Cork General Election predictions:

Cork General Election predictions:
DKANE 26/11/2019 REPRO FREE Cllr Michael Hegarty and Mayor of Cork County Cllr Christopher O'Sullivan at the unveiling of a water fountain in Canon Sheehan Primary School. The fountain is filtered and connected to the mains and aims eliminate 23,000 single use plastic water bottles in the school annually. Pic Darragh Kane

THE addition of County Mayor Christopher O'Sullivan to Fianna Fáil's Cork South-West ticket has really spiced up what might have otherwise been a predictable constituency.

With incumbent independent Michael Collins and Fianna Fáil's Margaret Murphy-O'Mahony standing for re-election, it looked like the only change here would be a Fine Gael sub in for the retiring Jim Daly, with Senator Tim Lombard the most likely successor.

But Mr Daly's departure opened up a gap in the West Cork that Fianna Fáil couldn't resist.

Fine Gael has tried to plug that gap with Councillor Karen Coakley, but an internal row over the decision not to add former councillor Noel O'Donovan may have hurt her campaign.

Mr O'Sullivan had been kept off the ticket before, but, having raised his profile and with an open seat in his area, the son of former TD Christy O'Sullivan was added late in the game.

That news can't have been well received by Ms Murphy-O'Mahony.

Bantry Market was a hive of activity today with 4 general election candidates canvassing the locals. Margaret Murphy-O'Mahony TD met candidate Karen Coakley (FG) on the canvass. Picture: Andy Gibson.
Bantry Market was a hive of activity today with 4 general election candidates canvassing the locals. Margaret Murphy-O'Mahony TD met candidate Karen Coakley (FG) on the canvass. Picture: Andy Gibson.

The prospects of getting two Fianna Fáil TDs are incredibly slim here, even with no Fine Gael incumbent.

More often than not, Fine Gael has held two seats in Cork South-West, so it's very hard to see them walk away empty-handed, though two seats is probably too much to ask for.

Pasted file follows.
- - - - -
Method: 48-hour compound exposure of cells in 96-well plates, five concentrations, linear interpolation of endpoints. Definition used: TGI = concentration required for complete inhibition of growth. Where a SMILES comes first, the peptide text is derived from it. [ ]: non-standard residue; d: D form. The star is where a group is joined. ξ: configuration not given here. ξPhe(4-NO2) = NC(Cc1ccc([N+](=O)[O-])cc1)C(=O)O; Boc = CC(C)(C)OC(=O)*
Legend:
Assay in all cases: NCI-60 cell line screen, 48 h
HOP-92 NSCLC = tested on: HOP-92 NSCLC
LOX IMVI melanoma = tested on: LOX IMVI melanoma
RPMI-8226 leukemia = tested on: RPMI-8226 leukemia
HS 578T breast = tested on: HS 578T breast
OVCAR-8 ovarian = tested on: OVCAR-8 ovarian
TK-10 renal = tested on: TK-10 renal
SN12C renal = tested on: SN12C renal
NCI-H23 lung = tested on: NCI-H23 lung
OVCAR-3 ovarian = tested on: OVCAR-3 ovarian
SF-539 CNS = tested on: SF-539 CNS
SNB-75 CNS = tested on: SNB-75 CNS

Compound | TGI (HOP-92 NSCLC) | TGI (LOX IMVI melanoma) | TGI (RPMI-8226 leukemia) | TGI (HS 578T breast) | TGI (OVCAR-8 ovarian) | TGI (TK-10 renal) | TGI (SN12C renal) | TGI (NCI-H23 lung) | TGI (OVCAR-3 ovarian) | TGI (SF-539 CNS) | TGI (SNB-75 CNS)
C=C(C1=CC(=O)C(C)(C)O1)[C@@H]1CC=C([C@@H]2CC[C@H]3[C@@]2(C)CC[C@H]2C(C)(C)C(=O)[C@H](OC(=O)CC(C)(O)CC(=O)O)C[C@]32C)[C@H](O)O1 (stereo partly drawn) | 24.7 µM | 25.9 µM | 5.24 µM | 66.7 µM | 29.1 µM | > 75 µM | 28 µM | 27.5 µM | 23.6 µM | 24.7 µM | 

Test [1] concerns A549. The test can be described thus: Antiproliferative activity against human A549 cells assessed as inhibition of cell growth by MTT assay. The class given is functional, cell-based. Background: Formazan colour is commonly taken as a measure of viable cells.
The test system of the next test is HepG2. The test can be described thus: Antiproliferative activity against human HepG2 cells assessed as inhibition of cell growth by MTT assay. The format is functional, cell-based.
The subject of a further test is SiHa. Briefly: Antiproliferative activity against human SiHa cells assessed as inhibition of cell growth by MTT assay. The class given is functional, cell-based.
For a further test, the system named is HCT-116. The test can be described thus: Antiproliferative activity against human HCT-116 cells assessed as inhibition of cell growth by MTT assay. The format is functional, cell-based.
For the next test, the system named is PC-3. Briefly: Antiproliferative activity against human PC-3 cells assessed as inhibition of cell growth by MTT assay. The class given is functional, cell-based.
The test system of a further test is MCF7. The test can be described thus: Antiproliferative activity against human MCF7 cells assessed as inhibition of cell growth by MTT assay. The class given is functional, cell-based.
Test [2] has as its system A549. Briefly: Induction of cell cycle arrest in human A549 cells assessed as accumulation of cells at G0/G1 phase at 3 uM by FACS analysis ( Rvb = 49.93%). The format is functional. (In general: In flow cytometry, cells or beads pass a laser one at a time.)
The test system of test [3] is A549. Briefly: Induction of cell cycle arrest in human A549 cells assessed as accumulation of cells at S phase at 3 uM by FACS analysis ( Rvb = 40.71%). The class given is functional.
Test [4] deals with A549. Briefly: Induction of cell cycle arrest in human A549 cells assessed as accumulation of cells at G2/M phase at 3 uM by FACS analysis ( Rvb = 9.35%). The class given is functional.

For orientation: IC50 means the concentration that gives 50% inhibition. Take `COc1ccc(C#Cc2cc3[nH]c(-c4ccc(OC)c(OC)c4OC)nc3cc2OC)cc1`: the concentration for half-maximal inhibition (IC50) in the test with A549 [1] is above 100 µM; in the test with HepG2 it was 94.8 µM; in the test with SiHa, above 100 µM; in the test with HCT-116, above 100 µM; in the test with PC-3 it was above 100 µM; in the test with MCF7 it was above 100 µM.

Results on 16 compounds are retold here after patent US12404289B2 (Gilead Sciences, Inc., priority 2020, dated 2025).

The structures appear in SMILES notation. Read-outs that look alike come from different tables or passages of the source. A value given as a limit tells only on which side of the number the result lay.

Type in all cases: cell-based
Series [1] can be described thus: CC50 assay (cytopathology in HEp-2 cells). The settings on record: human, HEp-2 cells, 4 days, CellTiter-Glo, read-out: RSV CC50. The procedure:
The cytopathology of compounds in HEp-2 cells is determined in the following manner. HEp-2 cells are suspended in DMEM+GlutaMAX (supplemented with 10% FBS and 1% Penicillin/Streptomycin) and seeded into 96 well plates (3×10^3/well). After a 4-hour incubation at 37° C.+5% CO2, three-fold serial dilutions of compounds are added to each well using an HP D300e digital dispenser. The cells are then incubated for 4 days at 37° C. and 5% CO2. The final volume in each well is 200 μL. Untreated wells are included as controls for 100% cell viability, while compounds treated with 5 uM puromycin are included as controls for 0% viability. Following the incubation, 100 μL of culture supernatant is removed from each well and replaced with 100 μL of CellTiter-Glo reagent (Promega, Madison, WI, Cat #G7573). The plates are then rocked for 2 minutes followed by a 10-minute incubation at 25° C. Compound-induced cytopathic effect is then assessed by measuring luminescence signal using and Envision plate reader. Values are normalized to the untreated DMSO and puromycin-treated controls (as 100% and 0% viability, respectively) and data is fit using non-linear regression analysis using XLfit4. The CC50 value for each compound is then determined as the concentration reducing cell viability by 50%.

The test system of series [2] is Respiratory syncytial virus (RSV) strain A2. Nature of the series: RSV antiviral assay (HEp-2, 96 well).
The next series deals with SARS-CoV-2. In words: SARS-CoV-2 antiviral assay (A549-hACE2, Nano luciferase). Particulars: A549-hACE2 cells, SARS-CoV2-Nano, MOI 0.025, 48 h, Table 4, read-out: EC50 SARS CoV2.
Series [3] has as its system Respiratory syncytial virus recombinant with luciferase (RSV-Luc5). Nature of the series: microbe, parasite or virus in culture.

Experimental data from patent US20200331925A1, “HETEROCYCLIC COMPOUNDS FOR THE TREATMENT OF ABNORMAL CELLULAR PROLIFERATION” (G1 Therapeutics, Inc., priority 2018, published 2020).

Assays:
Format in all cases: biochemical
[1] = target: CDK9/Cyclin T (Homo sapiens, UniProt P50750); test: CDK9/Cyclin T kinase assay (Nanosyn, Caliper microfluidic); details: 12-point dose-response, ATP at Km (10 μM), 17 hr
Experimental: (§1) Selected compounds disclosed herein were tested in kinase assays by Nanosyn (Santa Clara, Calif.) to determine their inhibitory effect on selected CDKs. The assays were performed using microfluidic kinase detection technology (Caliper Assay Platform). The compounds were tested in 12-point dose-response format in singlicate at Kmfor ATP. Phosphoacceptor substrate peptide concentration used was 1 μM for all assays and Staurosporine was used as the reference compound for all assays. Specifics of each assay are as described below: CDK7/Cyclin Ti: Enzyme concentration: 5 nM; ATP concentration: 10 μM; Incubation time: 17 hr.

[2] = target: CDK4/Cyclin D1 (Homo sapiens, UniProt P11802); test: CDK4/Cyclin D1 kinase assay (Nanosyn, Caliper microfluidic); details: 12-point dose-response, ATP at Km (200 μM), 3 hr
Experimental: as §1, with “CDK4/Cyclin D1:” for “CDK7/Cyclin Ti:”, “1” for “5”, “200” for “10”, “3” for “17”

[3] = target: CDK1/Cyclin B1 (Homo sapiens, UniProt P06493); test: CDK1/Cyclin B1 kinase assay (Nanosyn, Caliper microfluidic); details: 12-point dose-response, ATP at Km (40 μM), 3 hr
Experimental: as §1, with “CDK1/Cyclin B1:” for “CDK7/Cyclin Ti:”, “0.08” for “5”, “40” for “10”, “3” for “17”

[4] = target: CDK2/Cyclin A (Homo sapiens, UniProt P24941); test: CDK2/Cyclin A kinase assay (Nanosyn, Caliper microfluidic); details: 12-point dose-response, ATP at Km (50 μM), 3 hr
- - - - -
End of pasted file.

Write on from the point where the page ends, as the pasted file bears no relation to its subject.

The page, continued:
Shifting Mr Collins looks like a difficult task too. Though independents might take a hit in this election, it looks like he may buck the trend.

Last year, his brother Danny not only successfully defended Mr Collins old council seat, but was almost 1,000 votes over the quota.

So, all signs point to the same outcome as last time: one independent and a seat each for Fine Gael and Fianna Fáil.

But that doesn't mean the same people will be sitting in them, and this election could come down to a Fianna Fáil shoot off between incumbent TD Ms Murphy-O'Mahony and upstart Mr O'Sullivan.

Both have strong support and plenty of room for manoeuvre in their respective corners of the constituency - Bandon for the incumbent and Clonakilty for the Mayor.

It's unlikely that many of the remaining candidates will take a large share of the vote in this constituency, with the exception of independent Alan Coleman.

That means that it will really come down to first preferences for the two Fianna Fáil candidates, with whoever is in the lead on the first count likely to take the party seat.

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